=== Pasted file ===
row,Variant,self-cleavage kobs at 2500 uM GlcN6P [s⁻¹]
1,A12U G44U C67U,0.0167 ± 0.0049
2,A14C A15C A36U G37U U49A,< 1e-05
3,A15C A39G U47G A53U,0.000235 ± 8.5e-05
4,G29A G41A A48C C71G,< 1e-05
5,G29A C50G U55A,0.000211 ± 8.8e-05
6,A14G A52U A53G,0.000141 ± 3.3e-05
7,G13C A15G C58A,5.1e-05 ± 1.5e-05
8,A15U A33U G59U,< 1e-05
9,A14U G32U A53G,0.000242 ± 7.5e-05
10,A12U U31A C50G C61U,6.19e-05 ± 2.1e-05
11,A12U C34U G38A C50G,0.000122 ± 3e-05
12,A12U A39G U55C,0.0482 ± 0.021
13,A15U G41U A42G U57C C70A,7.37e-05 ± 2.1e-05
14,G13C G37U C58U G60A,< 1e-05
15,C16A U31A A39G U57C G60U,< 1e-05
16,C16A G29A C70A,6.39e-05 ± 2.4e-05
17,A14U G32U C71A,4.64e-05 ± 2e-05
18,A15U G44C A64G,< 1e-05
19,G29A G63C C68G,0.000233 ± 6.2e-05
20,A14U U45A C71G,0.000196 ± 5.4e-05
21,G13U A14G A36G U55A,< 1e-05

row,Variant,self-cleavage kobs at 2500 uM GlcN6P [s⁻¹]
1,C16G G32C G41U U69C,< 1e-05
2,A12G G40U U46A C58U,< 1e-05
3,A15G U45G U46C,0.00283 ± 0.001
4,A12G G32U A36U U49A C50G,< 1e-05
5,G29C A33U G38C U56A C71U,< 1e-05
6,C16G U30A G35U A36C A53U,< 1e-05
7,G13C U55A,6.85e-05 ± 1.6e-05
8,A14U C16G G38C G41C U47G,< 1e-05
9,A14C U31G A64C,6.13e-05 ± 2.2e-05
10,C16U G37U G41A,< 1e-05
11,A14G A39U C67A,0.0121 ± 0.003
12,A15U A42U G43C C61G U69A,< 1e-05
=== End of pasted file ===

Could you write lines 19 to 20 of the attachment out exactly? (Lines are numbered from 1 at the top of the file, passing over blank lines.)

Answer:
18,A15U G44C A64G,< 1e-05
19,G29A G63C C68G,0.000233 ± 6.2e-05